Slither up to the Historical Park with your preschooler for our First Friday: Silly Snakes! Tickets are still available ...
02/26/2020
First Friday: Silly Snakes

Slither up to the Historical Park with your preschooler for our First Friday: Silly Snakes! Tickets are still available for this fun morning of crafts, activities, and a snack on March 7th!

Congratulations to Brookhaven Country Club the 2020 recipients of the Witness to History Award.
02/25/2020

Congratulations to Brookhaven Country Club the 2020 recipients of the Witness to History Award.

On this day in 1836, Samuel Colt patented the first revolving cylinder multi-shot firearm. The legacy of his firearms co...
02/25/2020

On this day in 1836, Samuel Colt patented the first revolving cylinder multi-shot firearm. The legacy of his firearms company continues today with extremely popular weapons like the M1911 which has been used by servicemen for over a century.

Calling all Girl Scouts to help us celebrate this spring break! On Thursday, March 12, we will be hosting a Girl Scouts ...
02/24/2020
Farmers Branch Historical Park

Calling all Girl Scouts to help us celebrate this spring break!

On Thursday, March 12, we will be hosting a Girl Scouts Birthday Bash in the Park! We will be taking donations items for our birthday box project.

In the spirit of the 100th anniversary of women's sufferage, we will be hosting a Girl Scouts She-roes Workshop on Thursday, March 19!

Each workshop is $15 per scout and includes a badge!

Happy Birthday Girl Scouts! We will have our Girl Scout Birthday Bash Celebration on March 12th. Please bring one of the...
02/24/2020
Girl Scout Birthday Bash in the Park

Happy Birthday Girl Scouts! We will have our Girl Scout Birthday Bash Celebration on March 12th. Please bring one of the following items for donation to our birthday box project benefiting Metrocrest Services; cake mix, icing, candles, napkins, plates, table cloths, horns, party decorations, and party prizes. Sign up your Girl Scout using the link below!

Join the Farmers Branch Historical Park for a morning celebration, crafts, swaps and more. Registration includes the Girl Scout Birthday Bash 2020 patch! Please bring one of the following items for donation to our birthday box project benefitting Metrocrest Services; cake mix, icing, candles, napkin...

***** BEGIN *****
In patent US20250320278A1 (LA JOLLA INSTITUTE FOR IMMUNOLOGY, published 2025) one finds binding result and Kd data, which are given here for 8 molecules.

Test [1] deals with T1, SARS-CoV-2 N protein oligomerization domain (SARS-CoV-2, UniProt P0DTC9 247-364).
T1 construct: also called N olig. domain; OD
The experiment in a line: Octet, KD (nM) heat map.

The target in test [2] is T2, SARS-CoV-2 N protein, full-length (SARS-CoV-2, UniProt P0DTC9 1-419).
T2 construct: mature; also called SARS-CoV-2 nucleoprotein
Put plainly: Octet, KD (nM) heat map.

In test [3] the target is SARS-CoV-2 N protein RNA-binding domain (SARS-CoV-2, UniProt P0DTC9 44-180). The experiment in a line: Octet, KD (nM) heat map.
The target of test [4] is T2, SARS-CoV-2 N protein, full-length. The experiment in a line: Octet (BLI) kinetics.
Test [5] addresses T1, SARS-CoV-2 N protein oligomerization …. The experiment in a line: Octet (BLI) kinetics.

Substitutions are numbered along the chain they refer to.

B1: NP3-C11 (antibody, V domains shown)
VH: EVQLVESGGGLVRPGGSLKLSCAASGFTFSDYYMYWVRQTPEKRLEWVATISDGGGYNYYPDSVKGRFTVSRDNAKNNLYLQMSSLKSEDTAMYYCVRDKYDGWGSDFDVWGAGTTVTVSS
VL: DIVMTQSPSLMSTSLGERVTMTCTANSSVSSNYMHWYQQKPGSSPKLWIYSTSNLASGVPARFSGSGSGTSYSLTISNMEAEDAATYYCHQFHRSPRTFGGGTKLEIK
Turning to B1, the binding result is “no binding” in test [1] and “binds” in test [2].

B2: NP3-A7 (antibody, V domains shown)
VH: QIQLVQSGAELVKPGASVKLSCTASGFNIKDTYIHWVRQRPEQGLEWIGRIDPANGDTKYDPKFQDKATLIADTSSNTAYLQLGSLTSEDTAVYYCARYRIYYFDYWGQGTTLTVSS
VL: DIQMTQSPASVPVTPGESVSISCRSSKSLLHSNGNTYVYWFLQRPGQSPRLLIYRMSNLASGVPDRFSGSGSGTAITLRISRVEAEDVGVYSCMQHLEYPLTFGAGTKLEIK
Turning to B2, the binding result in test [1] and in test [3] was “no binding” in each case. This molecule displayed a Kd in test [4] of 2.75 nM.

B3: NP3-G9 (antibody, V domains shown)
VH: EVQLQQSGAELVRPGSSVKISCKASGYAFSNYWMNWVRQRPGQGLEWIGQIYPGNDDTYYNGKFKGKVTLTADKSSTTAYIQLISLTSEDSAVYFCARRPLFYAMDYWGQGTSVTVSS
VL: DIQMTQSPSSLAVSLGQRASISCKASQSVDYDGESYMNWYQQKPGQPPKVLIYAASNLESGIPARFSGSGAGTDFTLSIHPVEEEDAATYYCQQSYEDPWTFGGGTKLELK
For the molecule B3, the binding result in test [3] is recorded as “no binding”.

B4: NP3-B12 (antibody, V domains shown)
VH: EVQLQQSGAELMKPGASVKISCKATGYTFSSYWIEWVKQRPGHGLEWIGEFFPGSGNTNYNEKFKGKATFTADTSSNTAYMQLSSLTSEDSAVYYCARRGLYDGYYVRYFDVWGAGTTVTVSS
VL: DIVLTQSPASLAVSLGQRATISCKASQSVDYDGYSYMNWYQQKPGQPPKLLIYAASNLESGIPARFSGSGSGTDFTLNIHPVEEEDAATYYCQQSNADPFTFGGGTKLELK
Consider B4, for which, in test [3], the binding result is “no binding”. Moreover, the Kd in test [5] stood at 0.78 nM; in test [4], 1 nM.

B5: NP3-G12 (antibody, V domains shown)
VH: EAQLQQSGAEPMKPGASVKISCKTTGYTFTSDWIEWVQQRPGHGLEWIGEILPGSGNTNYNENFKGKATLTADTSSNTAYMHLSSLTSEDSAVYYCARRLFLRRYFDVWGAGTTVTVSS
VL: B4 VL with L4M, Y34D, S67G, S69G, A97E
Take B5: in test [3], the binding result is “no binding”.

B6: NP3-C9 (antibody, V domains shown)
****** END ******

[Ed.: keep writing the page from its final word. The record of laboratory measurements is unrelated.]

Now one of the most famous American war-time photographs of all time, the raising of the American flag by U.S. Marines a...
02/23/2020

Now one of the most famous American war-time photographs of all time, the raising of the American flag by U.S. Marines at Iwo Jima occurred on this day in 1945.

The Historical Park is closed today and will re-open on Monday at 8 am. Exciting things are coming up, please be sure to...
02/23/2020

The Historical Park is closed today and will re-open on Monday at 8 am. Exciting things are coming up, please be sure to check out our events tab.

Today's Suffrage and Civil Rights story is all about Maude Edith Sampson of El Paso.While El Paso is quite far from our ...
02/20/2020

Today's Suffrage and Civil Rights story is all about Maude Edith Sampson of El Paso.

While El Paso is quite far from our North Texas city, it was actually the first Texas home of the National Association for the Advancement of Colored People, or NAACP. This chapter was formed in 1914, during the height of the suffrage movement in Texas.

Maude Sampson served as the President of the El Paso Colored Women's Club and member of the El Paso NAACP. In 1918, she was ecstatic over Texas women earning their right to vote in the upcoming Texas primary election. She wrote a letter to the National American Women Suffrage Association asking how her own organization could assist.

Unfortunately, the NAWSA essentially ignored her attempts to help. Relationships between women of black and white communities were still extremely uneasy at this point. Sampson did her best to convince the county chairman of the Democratic Party to utilize African-American women as clerks for the upcoming election. She was declined, and white women were chosen instead.

Sampson was disappointed. She was attempting to earn the right to vote for all women. White women often nowadays get cited as the heroes of the Suffrage movement, but little to no attention is given to the African-American women who fought just as hard and were often unheard